51 percent Ethereum Classic hacker returns $100,000 in stolen cryptocurrency

An exchange has mulled over the possibility of the hacker being white-hat, but $1 million is still unaccounted for.

 

The cyberattacker believed to be responsible for a 51 percent on the Ethereum Classic (ETC) blockchain has returned $100,000 in stolen proceeds, while keeping roughly $1 million.

According to Gate.io, the funds were returned last week but it is not known why the cryptocurrency has been returned, or for what purpose — and efforts to contact the hacker have proved fruitless so far.  

“We still don’t know the reason,” the cryptocurrency exchange said. “If the attacker didn’t run it for profit, he might be a white hacker who wanted to remind people the risks in blockchain consensus and hashing power security.”

This is a possibility, but even so, the potential ‘white hat’ has still kept a fortune in cryptocurrency for themselves following the attack.

The ETC blockchain was the victim of what is known as a 51 percent attack starting on 5 January, leading to the theft of $1.1 million in the Ethereum Classic cryptocurrency. 

51 percent attacks force a blockchain to reorganize and permit attackers to seize control over transactional power of a network. In this case, it is believed over 100 blocks were reorganized.

If they manage to wrestle control of over 50 percent of the network, they are given leave to modify and execute transactions, as well as reverse transactions after they have been confirmed. This is known as “double spending.”

Theoretically, 51 percent attacks could take place on any kind of blockchain, but it does take access to a vast amount of computing power to execute these types of attacks.

Coinbase identified a total of 15 attacks, 12 of which included double spending in order to steal 219, 500 ETC. In an analysis of the attack, SlowMist researchers documented transactions involving thousands of coins at a time taking place.

“We believe that due to the recent decline in blockchain funding, the net mining power of the whole network has declined,” the researchers said. “You have really felt the impact of the 51 percent on ETC, and it is foreseeable that the attack will increase rapidly with the cost of attack reduced.”

Some of the funds have been returned but this does not mean that the blockchain is safe from potential attacks by the same hacker in the future, or copycats who also possess the means to conduct 51 percent attacks.

Gate.io says that the hashing power of the ETC network is still not strong enough to fend off these types of attack and that the possibility exists of enough hashing power being rented out to hit the blockchain again.

“Gate.io has raised the ETC confirmation number to 4000 and launched a strict 51 percent detect for enhanced protection,” the platform added. “We also suggest other ETC exchanges take actions to protect the trader from blockchain rollback/reorg.”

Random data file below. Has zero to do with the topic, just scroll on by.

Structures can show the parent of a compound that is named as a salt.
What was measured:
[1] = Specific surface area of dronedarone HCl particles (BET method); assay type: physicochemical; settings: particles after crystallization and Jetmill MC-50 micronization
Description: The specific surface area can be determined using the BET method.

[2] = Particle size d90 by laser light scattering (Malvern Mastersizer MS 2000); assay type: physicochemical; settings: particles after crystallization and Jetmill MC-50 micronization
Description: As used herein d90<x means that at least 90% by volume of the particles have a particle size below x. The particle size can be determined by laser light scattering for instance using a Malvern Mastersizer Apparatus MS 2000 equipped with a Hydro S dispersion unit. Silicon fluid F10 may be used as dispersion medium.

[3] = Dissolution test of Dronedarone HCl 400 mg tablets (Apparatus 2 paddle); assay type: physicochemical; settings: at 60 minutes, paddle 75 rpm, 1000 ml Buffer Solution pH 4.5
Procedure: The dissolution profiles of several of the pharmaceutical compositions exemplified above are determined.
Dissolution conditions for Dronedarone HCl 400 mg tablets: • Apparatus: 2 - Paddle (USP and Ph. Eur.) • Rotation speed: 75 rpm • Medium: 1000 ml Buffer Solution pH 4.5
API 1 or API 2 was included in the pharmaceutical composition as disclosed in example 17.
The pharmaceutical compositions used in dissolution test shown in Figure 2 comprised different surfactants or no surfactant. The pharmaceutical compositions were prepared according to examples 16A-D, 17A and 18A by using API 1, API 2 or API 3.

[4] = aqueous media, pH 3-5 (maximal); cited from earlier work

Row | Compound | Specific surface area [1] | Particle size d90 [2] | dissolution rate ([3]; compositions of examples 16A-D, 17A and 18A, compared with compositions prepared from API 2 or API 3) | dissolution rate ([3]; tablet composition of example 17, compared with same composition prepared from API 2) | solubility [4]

SlowMist recommends that exchanges and pool operators increase their block confirmation times as a matter of urgency to mitigate the risk of 51 percent attacks. Both Gate.io and Bitfly have done so; however, if enough computing power is in play to permit over 50 percent of the network to be in an attacker’s control, block confirmation extensions may not be enough.


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Author: Charlie Osborne
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This College Freshman Is Out to 51% Attack Your Cryptocurrency

A college freshman is coming after your cryptocurrency – but not to steal your coins, just to prove that someone could do so pretty easily.

According to a crypto enthusiast and security researcher going by the handle “geocold51,” most small-scale cryptocurrencies are at risk from the industry’s most feared vulnerability – the 51% attack. During this attack, a miner takes over more than half of a cryptocurrency’s mining power, which then allows them to erase a past transaction and replace it with another transaction – called a double spend.

While the ecosystem that’s been built up around bitcoin and other top-tier cryptos make them resistant to these kinds of attacks, other cryptocurrencies with less of a community of miners aren’t as secure.

Sure enough, on smaller coins, these kinds of attacks are getting more common. In a new report, Group-1B found $20 million worth of crypto theft accomplished with such attacks in 2018, as TNW reported.

On Saturday, October 13, geocold51 decided to display just how easy it was – livestreaming his attempt to 51% attack Bitcoin Private, a crypto with close to a $47 million market cap (at the time of writing).

Speaking to CoinDesk, geocold51 said, if a cryptocurrency can be so easily attacked, “it’s sort of a misvalue of a given currency by different investors.”

Geocold51 estimates he spent $100 to get to the point where he could have done a demonstration double spend on bitcoin private, but he stopped because his livestream got pulled.

Just to be clear, geocold51 wasn’t interested in stealing, and so he set up the demonstration where he’d send the bitcoin private he owned to two different wallets he owned. In that way, no user or exchange provider gets ripped off.